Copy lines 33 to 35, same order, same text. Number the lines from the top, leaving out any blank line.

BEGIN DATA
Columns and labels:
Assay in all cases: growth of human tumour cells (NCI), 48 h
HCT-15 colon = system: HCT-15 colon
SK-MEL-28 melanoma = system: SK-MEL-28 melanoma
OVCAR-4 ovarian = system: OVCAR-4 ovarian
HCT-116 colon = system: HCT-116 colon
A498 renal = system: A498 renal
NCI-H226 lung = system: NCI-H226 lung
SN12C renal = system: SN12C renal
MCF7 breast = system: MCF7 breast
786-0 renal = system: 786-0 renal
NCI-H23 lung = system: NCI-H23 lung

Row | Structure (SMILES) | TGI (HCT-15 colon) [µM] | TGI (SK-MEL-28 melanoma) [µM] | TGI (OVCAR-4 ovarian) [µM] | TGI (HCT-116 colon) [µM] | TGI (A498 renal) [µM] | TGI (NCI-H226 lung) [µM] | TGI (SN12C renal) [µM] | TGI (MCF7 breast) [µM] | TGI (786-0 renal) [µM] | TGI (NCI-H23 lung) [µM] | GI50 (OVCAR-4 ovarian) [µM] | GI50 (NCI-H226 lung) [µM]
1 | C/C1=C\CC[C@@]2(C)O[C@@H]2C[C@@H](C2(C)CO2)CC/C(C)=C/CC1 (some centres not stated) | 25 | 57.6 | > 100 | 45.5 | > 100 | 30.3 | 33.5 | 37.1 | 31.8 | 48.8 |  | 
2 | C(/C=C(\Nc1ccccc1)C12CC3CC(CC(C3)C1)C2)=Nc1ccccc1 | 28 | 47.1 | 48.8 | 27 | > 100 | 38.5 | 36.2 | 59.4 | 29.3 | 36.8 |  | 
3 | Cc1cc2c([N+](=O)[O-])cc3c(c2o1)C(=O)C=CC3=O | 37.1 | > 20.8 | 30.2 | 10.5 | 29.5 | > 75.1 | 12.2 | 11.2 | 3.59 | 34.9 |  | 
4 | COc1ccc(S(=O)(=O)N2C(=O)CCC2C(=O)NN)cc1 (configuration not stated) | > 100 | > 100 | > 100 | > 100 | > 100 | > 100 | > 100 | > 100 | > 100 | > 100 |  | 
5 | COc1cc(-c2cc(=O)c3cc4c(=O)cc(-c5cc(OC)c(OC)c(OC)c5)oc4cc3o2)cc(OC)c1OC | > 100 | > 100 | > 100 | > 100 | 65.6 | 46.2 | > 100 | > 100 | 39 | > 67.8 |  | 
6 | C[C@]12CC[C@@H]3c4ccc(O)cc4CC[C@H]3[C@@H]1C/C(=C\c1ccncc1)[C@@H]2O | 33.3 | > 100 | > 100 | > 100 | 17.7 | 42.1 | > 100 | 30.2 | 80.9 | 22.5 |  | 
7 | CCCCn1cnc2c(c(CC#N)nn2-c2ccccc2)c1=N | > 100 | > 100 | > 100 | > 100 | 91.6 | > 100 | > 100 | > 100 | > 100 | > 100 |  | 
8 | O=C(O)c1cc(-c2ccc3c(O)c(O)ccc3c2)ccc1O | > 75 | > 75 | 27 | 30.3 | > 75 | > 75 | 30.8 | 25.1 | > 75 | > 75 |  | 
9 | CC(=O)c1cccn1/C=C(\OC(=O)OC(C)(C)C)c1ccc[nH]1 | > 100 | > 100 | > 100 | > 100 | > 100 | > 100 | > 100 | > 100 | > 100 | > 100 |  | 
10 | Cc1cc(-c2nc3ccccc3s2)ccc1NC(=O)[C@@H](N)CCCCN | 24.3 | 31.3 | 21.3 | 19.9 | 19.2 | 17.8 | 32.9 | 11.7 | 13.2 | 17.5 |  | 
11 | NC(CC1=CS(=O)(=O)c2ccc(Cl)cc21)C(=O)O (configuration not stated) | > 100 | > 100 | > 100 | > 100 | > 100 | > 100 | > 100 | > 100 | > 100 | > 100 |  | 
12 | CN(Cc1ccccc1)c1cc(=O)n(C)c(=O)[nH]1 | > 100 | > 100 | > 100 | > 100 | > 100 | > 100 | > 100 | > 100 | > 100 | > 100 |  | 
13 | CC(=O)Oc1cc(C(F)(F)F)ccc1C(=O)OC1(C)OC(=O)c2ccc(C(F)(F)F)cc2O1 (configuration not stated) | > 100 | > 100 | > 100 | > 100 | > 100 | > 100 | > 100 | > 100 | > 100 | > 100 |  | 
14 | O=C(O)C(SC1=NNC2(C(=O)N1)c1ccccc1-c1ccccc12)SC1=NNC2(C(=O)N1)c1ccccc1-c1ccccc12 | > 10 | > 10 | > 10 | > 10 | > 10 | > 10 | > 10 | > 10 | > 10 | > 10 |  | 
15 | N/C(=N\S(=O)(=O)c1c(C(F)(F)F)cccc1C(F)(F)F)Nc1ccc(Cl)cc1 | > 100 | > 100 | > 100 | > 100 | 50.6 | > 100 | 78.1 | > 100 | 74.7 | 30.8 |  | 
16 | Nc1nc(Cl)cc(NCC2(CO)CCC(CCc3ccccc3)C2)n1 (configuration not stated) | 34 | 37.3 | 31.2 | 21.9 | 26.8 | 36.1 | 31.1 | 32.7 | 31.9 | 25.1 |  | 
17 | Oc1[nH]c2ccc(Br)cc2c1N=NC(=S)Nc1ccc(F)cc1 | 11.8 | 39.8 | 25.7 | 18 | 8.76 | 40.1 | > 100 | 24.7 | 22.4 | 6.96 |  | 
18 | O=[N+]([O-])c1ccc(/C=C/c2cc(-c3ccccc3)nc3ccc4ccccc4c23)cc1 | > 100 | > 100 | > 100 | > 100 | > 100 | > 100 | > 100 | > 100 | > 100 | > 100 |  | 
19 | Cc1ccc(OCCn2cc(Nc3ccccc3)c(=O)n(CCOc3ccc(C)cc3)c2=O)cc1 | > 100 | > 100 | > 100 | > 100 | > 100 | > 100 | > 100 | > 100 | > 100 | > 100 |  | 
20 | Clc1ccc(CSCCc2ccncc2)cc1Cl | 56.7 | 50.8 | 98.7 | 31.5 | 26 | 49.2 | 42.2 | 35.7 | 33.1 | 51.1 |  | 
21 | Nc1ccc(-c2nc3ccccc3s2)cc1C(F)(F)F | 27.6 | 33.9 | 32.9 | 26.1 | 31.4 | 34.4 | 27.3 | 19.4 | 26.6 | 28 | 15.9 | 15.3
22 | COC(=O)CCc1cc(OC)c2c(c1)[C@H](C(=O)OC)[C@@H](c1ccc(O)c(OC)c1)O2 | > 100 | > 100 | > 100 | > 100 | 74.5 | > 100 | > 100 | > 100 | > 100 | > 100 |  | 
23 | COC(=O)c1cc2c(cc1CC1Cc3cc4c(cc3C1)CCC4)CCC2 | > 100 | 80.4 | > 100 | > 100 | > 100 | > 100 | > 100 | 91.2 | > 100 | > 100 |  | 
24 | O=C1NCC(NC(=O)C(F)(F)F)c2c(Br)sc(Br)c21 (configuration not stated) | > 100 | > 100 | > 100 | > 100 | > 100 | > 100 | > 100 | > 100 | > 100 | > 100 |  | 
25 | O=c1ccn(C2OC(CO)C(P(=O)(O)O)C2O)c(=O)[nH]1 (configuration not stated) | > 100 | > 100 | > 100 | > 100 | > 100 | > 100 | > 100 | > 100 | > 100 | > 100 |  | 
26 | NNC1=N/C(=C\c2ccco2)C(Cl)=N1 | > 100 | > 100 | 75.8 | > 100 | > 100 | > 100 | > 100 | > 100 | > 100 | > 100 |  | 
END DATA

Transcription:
20 | Clc1ccc(CSCCc2ccncc2)cc1Cl | 56.7 | 50.8 | 98.7 | 31.5 | 26 | 49.2 | 42.2 | 35.7 | 33.1 | 51.1 |  | 
21 | Nc1ccc(-c2nc3ccccc3s2)cc1C(F)(F)F | 27.6 | 33.9 | 32.9 | 26.1 | 31.4 | 34.4 | 27.3 | 19.4 | 26.6 | 28 | 15.9 | 15.3
22 | COC(=O)CCc1cc(OC)c2c(c1)[C@H](C(=O)OC)[C@@H](c1ccc(O)c(OC)c1)O2 | > 100 | > 100 | > 100 | > 100 | 74.5 | > 100 | > 100 | > 100 | > 100 | > 100 |  | 